Do you sometimes feel frustrated that the thing you most wanted to get done – didn’t (again)? Do you occasionally feel disappointed that procrastination got the best of you (again)? Do you sometimes close the week feeling discouraged that you didn’t make the progress you wanted?
Well, if this has ever been the story of your week, or if you simply want to end the week strong, energized by your accomplishments, then I have a technique for you. It’s called front-loading.
Front-loading is a super-simple method that can have you riding high by the time the weekend rolls around. Basically, it’s deliberately loading the beginning of a time period (your day and your week) with high-impact work – the work that matters most.
Figure out what you most want to accomplish this week, then begin to work on it on Monday. (Yes, Monday).
What often happens is we have that important project or task that we want to get done and we chase it all week. We ease into the week and start thinking about it on Wednesday. Then, we get sidetracked by all interruptions and email and meetings… and… then it’s Friday. Again. And, we haven’t touched that thing we most wanted (or needed) to complete.
But if you make some progress on Monday, you basically start out ahead of the game.
But don’t just front-load your week. Front-load your day. What do you most want to accomplish today? Spend the first hour of your day working on it. By 9:00 or 10:00 a.m., you’ll be flying high. You’ll have made progress on something that mattered.
What do most people do with that first precious hour? Email. When you start with email, it’s easy to get behind and find yourself pursuing that thing you most want to get done all day. And then, it’s 6:00 p.m. and it’s not done. So you stay late or “kick the can” to the next day. And so it goes.
Front-loading your day makes sense from a cognitive perspective, too. That pre-frontal cortex – that thinking, plotting, planning, conscious part of your brain – fatigues with use. That means as the day wears on, your thinking faculties wear down. Why not apply the strongest cognitive muscle to making progress on the things that matter?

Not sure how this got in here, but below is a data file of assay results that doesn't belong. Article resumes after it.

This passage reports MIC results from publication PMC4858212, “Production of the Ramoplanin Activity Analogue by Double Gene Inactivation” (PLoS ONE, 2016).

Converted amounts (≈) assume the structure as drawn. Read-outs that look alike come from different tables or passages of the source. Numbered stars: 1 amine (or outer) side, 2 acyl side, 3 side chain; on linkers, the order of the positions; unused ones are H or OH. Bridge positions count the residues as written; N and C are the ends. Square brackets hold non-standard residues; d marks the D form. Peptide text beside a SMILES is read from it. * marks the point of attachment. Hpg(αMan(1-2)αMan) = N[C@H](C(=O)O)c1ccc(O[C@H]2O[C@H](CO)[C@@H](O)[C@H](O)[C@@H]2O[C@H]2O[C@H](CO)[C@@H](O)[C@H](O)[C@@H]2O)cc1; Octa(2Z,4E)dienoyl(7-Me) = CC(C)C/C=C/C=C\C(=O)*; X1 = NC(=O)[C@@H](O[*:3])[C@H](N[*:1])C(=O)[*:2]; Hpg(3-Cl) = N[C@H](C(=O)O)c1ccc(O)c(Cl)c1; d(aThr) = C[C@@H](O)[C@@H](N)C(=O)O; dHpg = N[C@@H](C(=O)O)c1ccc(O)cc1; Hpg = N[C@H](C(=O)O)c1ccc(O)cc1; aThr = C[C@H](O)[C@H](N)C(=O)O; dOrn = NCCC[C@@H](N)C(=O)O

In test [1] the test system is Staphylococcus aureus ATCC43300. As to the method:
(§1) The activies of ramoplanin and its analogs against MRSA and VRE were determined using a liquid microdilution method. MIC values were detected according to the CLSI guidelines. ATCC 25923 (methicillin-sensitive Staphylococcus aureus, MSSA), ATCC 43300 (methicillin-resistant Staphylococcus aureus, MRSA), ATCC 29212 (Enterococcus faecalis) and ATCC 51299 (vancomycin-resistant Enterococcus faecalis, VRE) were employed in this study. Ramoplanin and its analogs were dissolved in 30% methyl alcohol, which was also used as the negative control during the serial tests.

When you make progress at the beginning of the day, and the beginning of your week, your motivation rises, setting up a productive cycle throughout the day and week.
These opening productive efforts have a compounding effect that spills into the rest of your day and week. Rather than chasing your goals all day and all week, you’re keeping pace or maybe leading the pack. You’re activating a productive cycle of progress.
Front-load those “undesirables” and get them done. Then, it’s smooth sailing all day and week. There is a famous quote by Mark Twain, “Eat a live frog every morning, and nothing worse will happen to you the rest of the day.” The book Eat That Frog, by Brian Tracy, is inspired from that sentiment – essentially, do the hard stuff first. Get it over with and everything else will be easy.
How you start matters. Just ask a competitive runner or swimmer or jockey. How you are out of the gate will make a difference in your race.
Front-load your day and your week with the things that matter, the things that are hard, the things you’re procrastinating on and you no longer will be spinning your wheels. You’ll be igniting a natural, productive cycle… and cleaning up!
Question: Would you like to learn the basic techniques – a solid, simple method – to:
Make decisions …
Prioritize confidently …
Optimize your energy …
Make progress on the strategic …
Run your email (instead of letting it run you) …
….as a matter of routine, so that you can achieve what matters most to you?
If so, the Workflow Mastery course may be for you.
I’ve taught this course to (by now) thousands of professionals in businesses and organizations globally. For some time, I’ve been wanting to bring this course to more people and not limit it to private training events only.
And now: TADA!
I’m happy to announce that the online version of the course is now open for enrollment. It will launch on July 1, 2018. (Doors to the course will close on July 8, 2018).
A self-paced, online video course.
Designed to fit into your (obviously) busy schedule.
Click here for more information. See if this course might be just the help you need to get a method that really works.
Originally published at www.lindsaysatterfield.com